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Print Edition> Lifestyle
UPDATED: September 19, 2010 NO. 38 SEPTEMBER 23, 2010
Exploring Beneath the Waves
A China-made manned submersible has reached a depth of 3,759 meters


MAGIC HAND: Jiaolong successfully captures a sample of an abyssopelagic organism during the test in the South China Sea in July 2010 By (XINHUA) 

Since this is China's first ultra deep-sea manned submersible project, the development team paid a great deal of attention to the safety of oceanauts. The shell of the manned submersible is made of titanium alloy, and it is equipped with foolproof life support systems and two oxygen supply systems. The designer also communicated with experts responsible for the safety systems of Shenzhou VI spacecraft several times when designing crew accommodation quarters.

Selection of oceanauts

In 2006, China began selecting its oceanauts and the requirements are as strict as those for astronauts. An oceanaut must be familiar with the structure, equipment and control of a submersible. Specific requirements include: under 35 years of age and a bachelor's degree or above in shipbuilding, machinery or electronics. In addition, they should also pass more than 100 items of physical examination.

"Hydraulic pressure 3,700 meters undersea equals 3,700 tons a square meter," said Fu Wentao, one of the oceanauts. "You will feel your body half cold, half warm in the submersible. In diving tests in the South China Sea, the temperature on the surface is up to 35 degrees centigrade while temperature in deep water is only 15 degrees centigrade. When working in the narrow control cabin of the submersible, I have to press part of my body against the bulkhead. It is cold, but the other side is very warm."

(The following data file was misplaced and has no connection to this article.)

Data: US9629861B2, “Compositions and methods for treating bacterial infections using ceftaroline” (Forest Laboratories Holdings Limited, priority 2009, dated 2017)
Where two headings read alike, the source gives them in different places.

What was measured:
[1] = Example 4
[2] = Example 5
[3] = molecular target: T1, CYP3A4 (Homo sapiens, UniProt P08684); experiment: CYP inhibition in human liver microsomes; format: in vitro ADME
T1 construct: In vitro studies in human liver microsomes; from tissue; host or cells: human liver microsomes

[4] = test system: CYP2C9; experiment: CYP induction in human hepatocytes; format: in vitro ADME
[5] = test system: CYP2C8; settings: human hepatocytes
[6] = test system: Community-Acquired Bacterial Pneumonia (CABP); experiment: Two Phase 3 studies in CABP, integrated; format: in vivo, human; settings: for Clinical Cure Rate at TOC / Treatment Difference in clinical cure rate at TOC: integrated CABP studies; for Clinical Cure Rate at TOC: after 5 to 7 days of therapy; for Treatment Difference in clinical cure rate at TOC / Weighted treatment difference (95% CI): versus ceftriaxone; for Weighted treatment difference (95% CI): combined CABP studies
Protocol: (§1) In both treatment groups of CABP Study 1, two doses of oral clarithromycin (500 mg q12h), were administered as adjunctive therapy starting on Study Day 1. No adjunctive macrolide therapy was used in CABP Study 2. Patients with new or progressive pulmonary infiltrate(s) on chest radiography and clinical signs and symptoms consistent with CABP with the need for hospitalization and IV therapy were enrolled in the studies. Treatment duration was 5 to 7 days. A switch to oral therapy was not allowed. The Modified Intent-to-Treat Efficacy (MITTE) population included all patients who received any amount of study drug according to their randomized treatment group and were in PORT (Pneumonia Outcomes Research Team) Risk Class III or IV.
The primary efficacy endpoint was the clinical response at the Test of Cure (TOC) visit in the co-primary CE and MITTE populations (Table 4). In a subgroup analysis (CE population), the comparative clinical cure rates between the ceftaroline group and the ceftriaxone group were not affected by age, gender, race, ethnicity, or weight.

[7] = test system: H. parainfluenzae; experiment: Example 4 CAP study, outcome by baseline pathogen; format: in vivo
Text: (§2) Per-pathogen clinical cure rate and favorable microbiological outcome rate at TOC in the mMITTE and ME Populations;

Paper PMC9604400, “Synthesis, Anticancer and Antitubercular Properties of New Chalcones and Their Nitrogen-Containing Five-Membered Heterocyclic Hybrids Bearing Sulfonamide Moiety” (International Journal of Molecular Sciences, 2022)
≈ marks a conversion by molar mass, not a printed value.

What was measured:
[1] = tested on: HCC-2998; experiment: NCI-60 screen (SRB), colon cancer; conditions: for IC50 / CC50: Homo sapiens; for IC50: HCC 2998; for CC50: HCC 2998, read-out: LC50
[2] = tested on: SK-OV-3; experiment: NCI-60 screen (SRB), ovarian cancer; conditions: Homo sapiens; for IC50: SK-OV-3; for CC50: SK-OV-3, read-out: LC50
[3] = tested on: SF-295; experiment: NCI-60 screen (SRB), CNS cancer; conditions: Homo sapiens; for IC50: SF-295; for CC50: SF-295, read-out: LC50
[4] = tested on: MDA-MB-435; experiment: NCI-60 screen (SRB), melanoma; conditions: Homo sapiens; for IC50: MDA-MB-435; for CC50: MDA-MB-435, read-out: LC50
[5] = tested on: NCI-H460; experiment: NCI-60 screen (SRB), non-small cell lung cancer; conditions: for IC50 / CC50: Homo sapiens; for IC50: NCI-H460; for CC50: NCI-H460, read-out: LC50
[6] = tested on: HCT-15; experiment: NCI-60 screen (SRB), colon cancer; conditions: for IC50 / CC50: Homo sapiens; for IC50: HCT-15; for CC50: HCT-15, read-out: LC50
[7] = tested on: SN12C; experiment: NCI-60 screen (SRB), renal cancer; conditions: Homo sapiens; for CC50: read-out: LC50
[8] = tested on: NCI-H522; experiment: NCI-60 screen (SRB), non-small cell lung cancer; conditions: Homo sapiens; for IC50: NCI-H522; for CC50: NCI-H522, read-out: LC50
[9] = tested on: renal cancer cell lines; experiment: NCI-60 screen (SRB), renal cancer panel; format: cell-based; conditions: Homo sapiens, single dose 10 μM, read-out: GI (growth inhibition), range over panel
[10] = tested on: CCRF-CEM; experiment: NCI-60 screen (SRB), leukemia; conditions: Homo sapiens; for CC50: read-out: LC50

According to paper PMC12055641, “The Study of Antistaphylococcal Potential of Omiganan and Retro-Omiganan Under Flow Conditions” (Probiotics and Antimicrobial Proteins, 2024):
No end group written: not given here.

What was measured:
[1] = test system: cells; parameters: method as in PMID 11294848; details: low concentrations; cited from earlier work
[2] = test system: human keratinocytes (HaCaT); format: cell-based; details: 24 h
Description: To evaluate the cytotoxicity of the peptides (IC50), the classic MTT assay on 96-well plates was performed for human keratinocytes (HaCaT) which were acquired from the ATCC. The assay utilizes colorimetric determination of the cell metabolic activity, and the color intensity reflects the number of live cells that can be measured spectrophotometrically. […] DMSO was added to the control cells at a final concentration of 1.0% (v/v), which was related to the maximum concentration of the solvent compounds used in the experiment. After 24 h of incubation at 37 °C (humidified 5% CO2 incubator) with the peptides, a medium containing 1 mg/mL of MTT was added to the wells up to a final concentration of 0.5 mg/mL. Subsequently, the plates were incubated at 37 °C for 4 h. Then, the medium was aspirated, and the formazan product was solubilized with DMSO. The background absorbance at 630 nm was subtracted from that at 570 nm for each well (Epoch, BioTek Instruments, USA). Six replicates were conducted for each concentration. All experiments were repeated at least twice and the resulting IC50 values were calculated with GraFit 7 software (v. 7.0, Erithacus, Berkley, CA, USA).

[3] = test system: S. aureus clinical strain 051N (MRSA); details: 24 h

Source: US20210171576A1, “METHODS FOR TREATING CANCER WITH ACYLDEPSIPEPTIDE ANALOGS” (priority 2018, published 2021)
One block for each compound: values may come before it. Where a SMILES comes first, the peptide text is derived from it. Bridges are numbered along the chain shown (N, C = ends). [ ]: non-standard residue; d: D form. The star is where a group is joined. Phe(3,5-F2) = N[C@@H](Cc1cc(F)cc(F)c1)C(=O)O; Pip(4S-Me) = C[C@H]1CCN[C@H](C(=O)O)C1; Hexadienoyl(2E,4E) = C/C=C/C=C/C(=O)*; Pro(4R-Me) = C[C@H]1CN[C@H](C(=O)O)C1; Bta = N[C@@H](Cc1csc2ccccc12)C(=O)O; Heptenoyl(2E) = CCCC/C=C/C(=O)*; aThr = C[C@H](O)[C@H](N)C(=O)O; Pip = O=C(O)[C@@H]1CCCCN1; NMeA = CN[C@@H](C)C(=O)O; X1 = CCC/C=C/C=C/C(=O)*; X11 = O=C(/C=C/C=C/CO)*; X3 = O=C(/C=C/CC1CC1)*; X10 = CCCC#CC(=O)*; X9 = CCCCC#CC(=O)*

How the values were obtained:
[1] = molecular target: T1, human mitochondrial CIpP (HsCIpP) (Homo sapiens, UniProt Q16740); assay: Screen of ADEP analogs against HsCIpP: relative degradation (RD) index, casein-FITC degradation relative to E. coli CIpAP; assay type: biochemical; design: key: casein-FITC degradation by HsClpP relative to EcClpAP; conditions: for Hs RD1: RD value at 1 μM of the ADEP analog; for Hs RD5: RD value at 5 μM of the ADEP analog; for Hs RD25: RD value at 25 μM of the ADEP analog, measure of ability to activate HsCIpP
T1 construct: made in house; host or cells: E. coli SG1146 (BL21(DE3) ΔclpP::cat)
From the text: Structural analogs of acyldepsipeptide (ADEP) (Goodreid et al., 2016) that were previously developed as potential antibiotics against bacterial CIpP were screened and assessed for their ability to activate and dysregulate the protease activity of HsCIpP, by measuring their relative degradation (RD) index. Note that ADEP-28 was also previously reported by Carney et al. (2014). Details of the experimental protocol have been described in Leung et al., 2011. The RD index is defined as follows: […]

Ye Cong, the oceanaut who dived in Jiaolong to 3,759 meters on July 13, also set the record for operating a submersible underwater for 9 hours and 3 minutes. In China so far, there are only three fully qualified and licensed oceanauts, even fewer than astronauts. And among the three, only Ye has the experience of diving as deep as 3,000 meters.

Ye said an oceanaut assumes not only the tasks of captain but also driver and navigator. An oceanaut must keep a clear mind and possess a wealth of professional knowledge as well as extensive experience in marine operations. He should not only ensure the normal operations of a manned submersible in deep seas and be able to manipulate skillfully cruising and operations in the specified area, but also be responsible for navigation, communication, photography, life support, fault repair and maintenance and emergency medical treatment.

"In such a depth in the ocean, if we encounter any accident, we must deal with it immediately. If we wait for direction from the mother vessel, we could bungle the chance of remedial action," Ye said.

"We will continue to enroll more oceanauts to a total of six," said Liu Xincheng, Deputy Chief of the State Oceanic Administration's Beihai Bureau.

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